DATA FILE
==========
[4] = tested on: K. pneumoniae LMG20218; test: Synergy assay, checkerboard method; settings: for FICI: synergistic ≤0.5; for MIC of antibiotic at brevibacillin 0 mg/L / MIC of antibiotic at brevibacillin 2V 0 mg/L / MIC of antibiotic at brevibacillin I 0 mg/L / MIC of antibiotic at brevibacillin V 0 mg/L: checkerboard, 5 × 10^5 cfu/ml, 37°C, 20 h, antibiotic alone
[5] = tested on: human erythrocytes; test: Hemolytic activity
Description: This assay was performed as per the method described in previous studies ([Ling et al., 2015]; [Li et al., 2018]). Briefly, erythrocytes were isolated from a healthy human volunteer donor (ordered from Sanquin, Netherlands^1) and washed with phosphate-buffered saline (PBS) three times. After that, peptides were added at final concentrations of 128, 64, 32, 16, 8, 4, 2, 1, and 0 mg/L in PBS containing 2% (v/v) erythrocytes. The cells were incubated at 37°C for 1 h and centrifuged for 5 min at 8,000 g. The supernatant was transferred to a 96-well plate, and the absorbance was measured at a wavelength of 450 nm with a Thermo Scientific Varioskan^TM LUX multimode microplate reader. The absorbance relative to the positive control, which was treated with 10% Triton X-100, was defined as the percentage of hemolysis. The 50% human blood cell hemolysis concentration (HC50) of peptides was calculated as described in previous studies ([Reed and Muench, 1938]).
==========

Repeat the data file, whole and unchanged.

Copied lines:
[4] = tested on: K. pneumoniae LMG20218; test: Synergy assay, checkerboard method; settings: for FICI: synergistic ≤0.5; for MIC of antibiotic at brevibacillin 0 mg/L / MIC of antibiotic at brevibacillin 2V 0 mg/L / MIC of antibiotic at brevibacillin I 0 mg/L / MIC of antibiotic at brevibacillin V 0 mg/L: checkerboard, 5 × 10^5 cfu/ml, 37°C, 20 h, antibiotic alone
[5] = tested on: human erythrocytes; test: Hemolytic activity
Description: This assay was performed as per the method described in previous studies ([Ling et al., 2015]; [Li et al., 2018]). Briefly, erythrocytes were isolated from a healthy human volunteer donor (ordered from Sanquin, Netherlands^1) and washed with phosphate-buffered saline (PBS) three times. After that, peptides were added at final concentrations of 128, 64, 32, 16, 8, 4, 2, 1, and 0 mg/L in PBS containing 2% (v/v) erythrocytes. The cells were incubated at 37°C for 1 h and centrifuged for 5 min at 8,000 g. The supernatant was transferred to a 96-well plate, and the absorbance was measured at a wavelength of 450 nm with a Thermo Scientific Varioskan^TM LUX multimode microplate reader. The absorbance relative to the positive control, which was treated with 10% Triton X-100, was defined as the percentage of hemolysis. The 50% human blood cell hemolysis concentration (HC50) of peptides was calculated as described in previous studies ([Reed and Muench, 1938]).